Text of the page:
I especially like what Kazzy220 and 2BullyMama mentioned about patience. We humans rush through our lives -- often impatiently! (I'm guilty) -- and forget that, with our dogs, we are going to be more successful when we work WITH Mother Nature. A growling dog, when you have his paw in your hand IS kinda scarey! No one wants to get bit. Summon your calmest, most assertive and MOST PATIENT self when handling his paws. Perhaps begin offering a high value treat after the paw handling is complete and there's been no protest. Maybe you can shake up the routine of the paw washing and do something he likes --- butt scratch? -- both before and after the paw handling -- so there's more off a "pay off" for him.
Stopping a dog from doing something is just one part of the gig, I've learned. The second and most important part is me being patient enough to WAIT for the dog to submit to the exercise / request / whatever it is. That's when the lesson is really learned in the dog's mind.
Good advice, couple other items to try. Use a warm cloth and avoid the warm to hot water in case that is sensitive for him. When you say No and walk away, reinforce that stand firm, calm, say no and even back him up by walking into his space. I also force Kain back to his bed and enforce a STAY.
Depending on your comfort ability to control and be in control of him you can try the submission. Path but use caution as it is an immediate challenge for him. I started young with Kain so he knows if I flip him on his back, one hand on his chest in a bite grasp, and the other over the side of his jaw for approx 2 minutes he went too far and it's GAME OVER!
Overall I think you have bounderies as you mentioned I think you may have let up your guard, he senses it and is seeing we're this new you goes or if he needs to be boss.
Calm, assertive, consistent, and work for his rewards under your control and you will be successful again. Don't be scared and know you can do it and you will. Hope that helps!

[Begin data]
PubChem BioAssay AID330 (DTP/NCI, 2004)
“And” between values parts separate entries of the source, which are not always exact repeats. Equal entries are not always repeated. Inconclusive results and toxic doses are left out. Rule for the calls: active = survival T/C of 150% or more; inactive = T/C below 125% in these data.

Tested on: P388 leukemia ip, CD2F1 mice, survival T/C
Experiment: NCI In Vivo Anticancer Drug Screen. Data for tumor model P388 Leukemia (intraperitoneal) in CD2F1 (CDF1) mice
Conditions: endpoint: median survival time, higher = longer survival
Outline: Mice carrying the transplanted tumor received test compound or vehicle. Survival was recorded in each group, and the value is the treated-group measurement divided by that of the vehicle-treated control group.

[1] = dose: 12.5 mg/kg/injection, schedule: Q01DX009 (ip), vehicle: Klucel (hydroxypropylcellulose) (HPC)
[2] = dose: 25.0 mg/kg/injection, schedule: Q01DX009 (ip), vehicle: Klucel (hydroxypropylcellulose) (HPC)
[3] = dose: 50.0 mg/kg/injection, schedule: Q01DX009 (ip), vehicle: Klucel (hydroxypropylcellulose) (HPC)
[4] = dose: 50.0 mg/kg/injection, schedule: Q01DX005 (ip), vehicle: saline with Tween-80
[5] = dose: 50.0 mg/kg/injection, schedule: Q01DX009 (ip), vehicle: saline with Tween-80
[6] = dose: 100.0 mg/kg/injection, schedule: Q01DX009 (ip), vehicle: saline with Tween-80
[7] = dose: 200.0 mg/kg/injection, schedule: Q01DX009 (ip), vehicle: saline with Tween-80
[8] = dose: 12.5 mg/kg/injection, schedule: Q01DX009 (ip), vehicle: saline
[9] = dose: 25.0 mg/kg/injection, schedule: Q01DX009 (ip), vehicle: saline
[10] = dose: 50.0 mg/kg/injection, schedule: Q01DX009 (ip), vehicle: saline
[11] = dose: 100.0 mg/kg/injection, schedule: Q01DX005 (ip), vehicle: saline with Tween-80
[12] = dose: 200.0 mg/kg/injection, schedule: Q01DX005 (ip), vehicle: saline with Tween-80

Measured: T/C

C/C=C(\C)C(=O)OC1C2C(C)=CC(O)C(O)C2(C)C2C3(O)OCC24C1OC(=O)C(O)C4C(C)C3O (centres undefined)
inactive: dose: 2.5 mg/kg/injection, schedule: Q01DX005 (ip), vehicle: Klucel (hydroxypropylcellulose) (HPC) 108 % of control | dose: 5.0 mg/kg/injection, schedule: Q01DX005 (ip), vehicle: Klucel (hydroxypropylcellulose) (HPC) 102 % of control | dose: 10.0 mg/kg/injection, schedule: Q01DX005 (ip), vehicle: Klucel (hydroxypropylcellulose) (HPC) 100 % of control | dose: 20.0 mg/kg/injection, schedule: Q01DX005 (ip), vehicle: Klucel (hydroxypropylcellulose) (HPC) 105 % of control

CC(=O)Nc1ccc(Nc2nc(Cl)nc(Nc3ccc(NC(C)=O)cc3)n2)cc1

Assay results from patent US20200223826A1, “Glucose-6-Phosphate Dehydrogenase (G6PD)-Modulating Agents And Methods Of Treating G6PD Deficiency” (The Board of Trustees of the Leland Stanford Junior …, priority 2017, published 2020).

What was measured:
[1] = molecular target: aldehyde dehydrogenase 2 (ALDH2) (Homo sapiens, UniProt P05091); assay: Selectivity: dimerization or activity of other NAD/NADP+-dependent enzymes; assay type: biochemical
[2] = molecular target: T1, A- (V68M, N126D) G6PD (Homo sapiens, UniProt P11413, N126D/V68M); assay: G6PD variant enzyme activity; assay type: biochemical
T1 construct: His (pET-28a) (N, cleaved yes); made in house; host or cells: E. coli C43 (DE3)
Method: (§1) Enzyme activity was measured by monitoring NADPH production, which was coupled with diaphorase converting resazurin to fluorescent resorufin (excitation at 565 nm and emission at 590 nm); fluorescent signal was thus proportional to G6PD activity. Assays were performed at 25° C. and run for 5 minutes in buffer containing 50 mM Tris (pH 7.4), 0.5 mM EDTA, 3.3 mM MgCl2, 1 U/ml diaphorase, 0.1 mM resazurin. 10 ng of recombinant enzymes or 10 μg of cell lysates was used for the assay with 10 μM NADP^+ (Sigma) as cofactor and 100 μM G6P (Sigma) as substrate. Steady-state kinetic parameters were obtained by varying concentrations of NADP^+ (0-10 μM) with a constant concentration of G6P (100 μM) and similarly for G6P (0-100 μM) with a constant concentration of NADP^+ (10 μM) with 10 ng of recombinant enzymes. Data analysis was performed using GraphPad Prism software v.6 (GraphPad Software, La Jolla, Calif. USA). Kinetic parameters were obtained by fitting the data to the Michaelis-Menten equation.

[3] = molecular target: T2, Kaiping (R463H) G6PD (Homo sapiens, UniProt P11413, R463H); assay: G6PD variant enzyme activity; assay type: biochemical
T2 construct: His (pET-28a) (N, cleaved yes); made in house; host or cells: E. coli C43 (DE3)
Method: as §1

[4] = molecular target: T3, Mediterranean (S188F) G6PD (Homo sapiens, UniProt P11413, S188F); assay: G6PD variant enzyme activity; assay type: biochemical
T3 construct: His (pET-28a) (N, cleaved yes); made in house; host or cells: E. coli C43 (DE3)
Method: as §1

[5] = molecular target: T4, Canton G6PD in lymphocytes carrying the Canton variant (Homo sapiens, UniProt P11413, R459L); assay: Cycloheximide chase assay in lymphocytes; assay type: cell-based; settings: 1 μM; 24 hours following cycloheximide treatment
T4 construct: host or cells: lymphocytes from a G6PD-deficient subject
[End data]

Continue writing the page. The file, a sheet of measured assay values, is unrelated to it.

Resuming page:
Some dominant dogs or dogs who feel like they could become dominant will not let you touch their feet. My suggestion is to look into nothing in life is free and start doing it . Its easy its gentle and best of all it works. It seems like some bully needs an attitude adjustment.
If tears could build a staircase and happy memories a lane, I could walk right up to Heaven and bring you home again!
Update: Bixby is no longer growling when I touch his paws. I made him work for everything and I even started feeding him out of my hand. It's still a work in progress especially me being a new bully mama. And I really so appreciate everyone's advice!!
The way I handle aggression is I don't react to it except a firm No when needed and continue with the activity like nothing happpened. I've had big snappy dogs before (2 male dobermans tearing at each other's throats even) so growling and snapping doesn't scare me. I have noticed that there are several reasons an otherwise well-behaved dog growls/snaps at the "hand that feeds him". First and foremost is he is hurt. Second is he feels trapped and scared. Third he is resource guarding. Fourth is he is testing the hierarchy. In any of these scenarios, I don't react differently. For example, if I was reaching for his paws and he growls/snaps at me, I go ahead and hold his paw anyway without acknowledging the growl/snap. I might give a firm No, sometimes its not necessary. I can tell from the dog's tension if he really wanted to aggress (then I say No) or he didnt want to but feels he had to (I don't bother with the No). When he stops growling/snapping with me still holding his paws I give positive feedback then check for injury.
I don't do the "submission" thing unless I am 100% sure it's a hierarchy issue (and even then I don't do it - my husband did it for those 2 doberman's that I mentioned but hasn't seen him do it with anybody else - I've always been able to handle challenges with the same firm No and continue with the activity like nothing happened). Doing the submission thing when the dog was hurt or scared is going to do a lot of harm - more harm than good. It will confuse the dog.
In my experience, a well-established dog will only bite to sink flesh as a very last resort. And I'm typing this with my hand in a bandage after getting bit by my husband's Amazon parrot for the umpteenth time. I'm telling you, there's no taming that bird! I've handled my kids' 6 snakes and was never bitten a single time.. Well, ok, once, but that was when he was still a baby - he didn't even have teeth yet. So yeah, I've done this "ignore the snapping" method all my life with my pet dogs (never somebody else's dogs!) and has never gotten bit - not once.
Last edited by anatess; 02-06-2013 at 12:59 AM.
I got Bullied and loving it!
Bella "Bullie" Rose, adopted on July 24, 2011